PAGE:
When I arrived in the crazy night-time traffic of Budapest, all the buildings looked like massive stone slabs. When I woke up the next morning and set out to explore, I met the most incredible architecture I’d seen. Every building weighs a million pounds in stone and is crested with impossibly intricate carvings. Budapest is like a stone forest, but it’s spacious and not oppressive. You never feel cloistered, or that people are looking at you. In fact, nobody seems to care what you’re doing. Budapest has an immediately noticeable laid back attitude stemming from the fact that life is less regulated. How so, you ask? For one, unlike meticulous Switzerland there aren’t lines painted all over the streets to tell you how far your pedestrian feet can venture into the road before you’re in the cars’ way. Walk where you want; move when a car comes.
The people in Budapest are built like models, or gypsies. There seem to be plenty of both. They are tall and thin, and the city seems to have correspondingly huge doors to accommodate the average height. I went to the Hungarian National Museum and there was a doorknob higher than my head. I took a photo of it with my hand stretching for reference, but it’s not very pretty.
Budapest is a heavily toured place, especially among young backpackers; it has the number 1 and number 2 clubs in Europe. Szimpla, aka no.2, is an old ruin pub in the Jewish Quarter, Budapest VII, specifically on Kazincky Utca, a little street full of bars and a center of Budapest nightlife. It’s underground, trendsetting, has an impressive junkyard interior where you can sit in old cars and climb up wobbling spiral staircases, but to be honest I found it boring. It felt contrived and marketed, and when you stepped back, most of the floor was a setup of cafeteria tables. Perhaps it was once a cool place, but now it’s where they send all of the tourists who long to say they were in one of Europe’s best clubs according to somebody’s official rating. And maybe its appeal is its shows and live music, which I didn’t see. Whatever the case, I went there two nights and only stayed briefly.
How different this packed, lively street looks in the daytime: a dead quiet row of ruined old buildings with almost barricaded doors that give the impression of abandoned interiors. Only the name plaque told me I was in the same place, but by night and day it is two very different places indeed.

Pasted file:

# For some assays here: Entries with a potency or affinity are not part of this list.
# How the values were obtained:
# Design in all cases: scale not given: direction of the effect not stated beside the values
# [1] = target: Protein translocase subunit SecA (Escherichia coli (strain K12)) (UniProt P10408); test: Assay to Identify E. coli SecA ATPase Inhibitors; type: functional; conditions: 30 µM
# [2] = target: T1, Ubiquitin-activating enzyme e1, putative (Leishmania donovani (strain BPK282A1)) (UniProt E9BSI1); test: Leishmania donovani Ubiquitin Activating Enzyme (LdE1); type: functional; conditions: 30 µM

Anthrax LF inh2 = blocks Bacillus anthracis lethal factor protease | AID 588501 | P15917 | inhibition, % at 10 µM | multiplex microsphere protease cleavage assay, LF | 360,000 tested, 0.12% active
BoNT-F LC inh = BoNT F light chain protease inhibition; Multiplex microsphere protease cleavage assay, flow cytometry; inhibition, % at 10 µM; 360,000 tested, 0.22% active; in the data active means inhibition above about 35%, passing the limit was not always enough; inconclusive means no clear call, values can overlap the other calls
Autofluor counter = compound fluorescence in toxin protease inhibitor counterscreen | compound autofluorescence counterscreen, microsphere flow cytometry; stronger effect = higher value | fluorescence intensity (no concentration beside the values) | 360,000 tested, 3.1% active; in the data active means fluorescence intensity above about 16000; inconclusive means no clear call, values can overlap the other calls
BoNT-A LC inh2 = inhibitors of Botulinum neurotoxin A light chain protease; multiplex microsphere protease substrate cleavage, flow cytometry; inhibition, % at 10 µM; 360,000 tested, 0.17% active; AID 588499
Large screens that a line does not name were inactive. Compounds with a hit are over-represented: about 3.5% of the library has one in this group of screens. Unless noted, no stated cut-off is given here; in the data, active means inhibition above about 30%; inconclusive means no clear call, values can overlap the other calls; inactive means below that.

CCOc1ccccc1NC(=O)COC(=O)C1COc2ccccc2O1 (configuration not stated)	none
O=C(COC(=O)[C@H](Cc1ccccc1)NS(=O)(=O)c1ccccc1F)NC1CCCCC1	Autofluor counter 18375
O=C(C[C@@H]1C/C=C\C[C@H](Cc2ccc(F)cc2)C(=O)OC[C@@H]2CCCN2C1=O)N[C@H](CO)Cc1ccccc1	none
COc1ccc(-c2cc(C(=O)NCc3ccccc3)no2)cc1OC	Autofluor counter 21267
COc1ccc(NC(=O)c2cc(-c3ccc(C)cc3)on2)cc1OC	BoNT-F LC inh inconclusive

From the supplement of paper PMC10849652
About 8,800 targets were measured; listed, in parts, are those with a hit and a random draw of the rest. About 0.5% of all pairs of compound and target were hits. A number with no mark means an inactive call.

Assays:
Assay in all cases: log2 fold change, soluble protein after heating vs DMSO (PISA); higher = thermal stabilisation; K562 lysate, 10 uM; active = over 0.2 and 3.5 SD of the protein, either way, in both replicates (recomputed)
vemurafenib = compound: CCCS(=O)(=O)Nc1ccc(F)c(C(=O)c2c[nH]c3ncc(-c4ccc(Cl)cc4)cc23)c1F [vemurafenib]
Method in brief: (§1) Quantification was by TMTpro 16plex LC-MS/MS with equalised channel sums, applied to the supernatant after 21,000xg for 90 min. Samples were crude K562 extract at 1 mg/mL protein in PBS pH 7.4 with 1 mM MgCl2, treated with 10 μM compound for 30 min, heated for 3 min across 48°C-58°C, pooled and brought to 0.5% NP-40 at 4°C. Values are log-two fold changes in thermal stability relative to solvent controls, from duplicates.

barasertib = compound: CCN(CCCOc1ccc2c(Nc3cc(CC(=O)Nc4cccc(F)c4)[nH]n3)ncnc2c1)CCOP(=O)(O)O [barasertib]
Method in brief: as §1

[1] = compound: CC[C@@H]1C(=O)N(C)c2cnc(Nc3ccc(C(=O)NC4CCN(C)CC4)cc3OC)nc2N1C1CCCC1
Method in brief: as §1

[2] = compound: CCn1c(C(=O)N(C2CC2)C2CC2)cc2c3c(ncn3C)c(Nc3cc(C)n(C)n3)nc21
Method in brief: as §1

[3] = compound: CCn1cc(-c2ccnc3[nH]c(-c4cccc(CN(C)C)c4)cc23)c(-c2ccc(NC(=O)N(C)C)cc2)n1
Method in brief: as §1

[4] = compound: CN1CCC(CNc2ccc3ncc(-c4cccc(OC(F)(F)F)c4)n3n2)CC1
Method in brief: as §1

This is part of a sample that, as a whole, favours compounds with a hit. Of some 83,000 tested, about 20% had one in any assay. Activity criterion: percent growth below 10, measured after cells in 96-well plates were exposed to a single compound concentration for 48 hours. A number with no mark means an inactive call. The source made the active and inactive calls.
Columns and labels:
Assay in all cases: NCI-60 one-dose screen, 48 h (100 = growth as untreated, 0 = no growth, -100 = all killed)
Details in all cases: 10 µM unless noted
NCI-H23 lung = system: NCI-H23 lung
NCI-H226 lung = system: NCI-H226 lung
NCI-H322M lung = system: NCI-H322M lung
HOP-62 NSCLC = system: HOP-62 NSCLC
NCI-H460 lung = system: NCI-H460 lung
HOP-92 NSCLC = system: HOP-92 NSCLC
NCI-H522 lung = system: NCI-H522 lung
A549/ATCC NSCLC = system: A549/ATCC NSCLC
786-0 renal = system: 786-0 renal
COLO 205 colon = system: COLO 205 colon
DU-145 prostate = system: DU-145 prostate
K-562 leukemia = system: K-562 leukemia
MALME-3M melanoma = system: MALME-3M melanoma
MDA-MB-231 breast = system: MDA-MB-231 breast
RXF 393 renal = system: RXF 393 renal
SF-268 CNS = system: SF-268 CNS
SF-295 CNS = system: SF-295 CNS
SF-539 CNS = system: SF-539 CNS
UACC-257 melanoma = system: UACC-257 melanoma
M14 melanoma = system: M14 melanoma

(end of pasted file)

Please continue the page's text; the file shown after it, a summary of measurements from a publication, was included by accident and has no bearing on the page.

Just one street up sat one of my favorite places: Massolit Books. There is another of these English language used bookstore and cafés in Krakow, but it would be hard to beat Budapest’s. If you’re just exploring, the walk is great (as all walks through former Jewish quarters now are): you pass all sorts of inconspicuous establishments in crummy buildings like the hummus bar I could never find again, some art galleries and weird shops. Massolit itself, aside from a good selection of books, has a courtyard out back that looks like someone’s old backyard. Bicycles, potted plants, and random gardening equipment sit against the walls while old tables and chairs with peeling paint stock the middle. It’s probably close to the truth since next door is somebody’s backyard, and fig trees grow in the grass these seem to share without aid of fences.
Few things were more enjoyable than picking a fresh fig off a tree and having it with a cup of tea and a good book in this forlorn, peaceful space where a few other people sat doing the same.
Walking around this area can be a bit of an adventure. The farther you go from the river in VII and its somewhat nicer southern neighbor, VIII, the crummier the buildings get, at times looking very ruinous. This is where I saw a caravan of women (I can only guess of the gypsy variety) slowly parading through the street, singing American pop songs. This was also where a young gypsy couple emerged from a nondescript gray building that looked like it swallowed all sound in its obscure depths and, as we passed each other, rent an animal screech in my face from its female half for no apparent reason. I tried to play it cool and stare icily back at her, who looked about eighteen, but inside I was having a heart attack.
I probably sought refuge in another of my favorite places, in Budapest VIII: Sirius Teahouse, the best teahouse I’ve ever been in, and ever will be in. You have to be in decent physical shape to access most of it, and some of it doesn’t seem to have access route.
It’s all underground and starts out like a normal café in the front, with cute little chairs and tables with enamel mosaic tops. For the rest you remove your shoes and enter the carpeted floor where pillows and beanbags lie about. Above circles the darkened inaccessible loft, unless the narrow staircase you can only fit half a foot on without a railing to grab is your way up.
A trippy hallway of mirrors takes you to the more secluded area, with more pillows and another loft you can reach by a thin beam and a net on the side to grab onto. It was here I climbed, sitting by the window in the solace of some very long, lazy dates at the other end. Sirius is the kind of place you can spend all day in, judging by the people who did. It’s almost secondary in a place like this, but they have a great tea selection, too.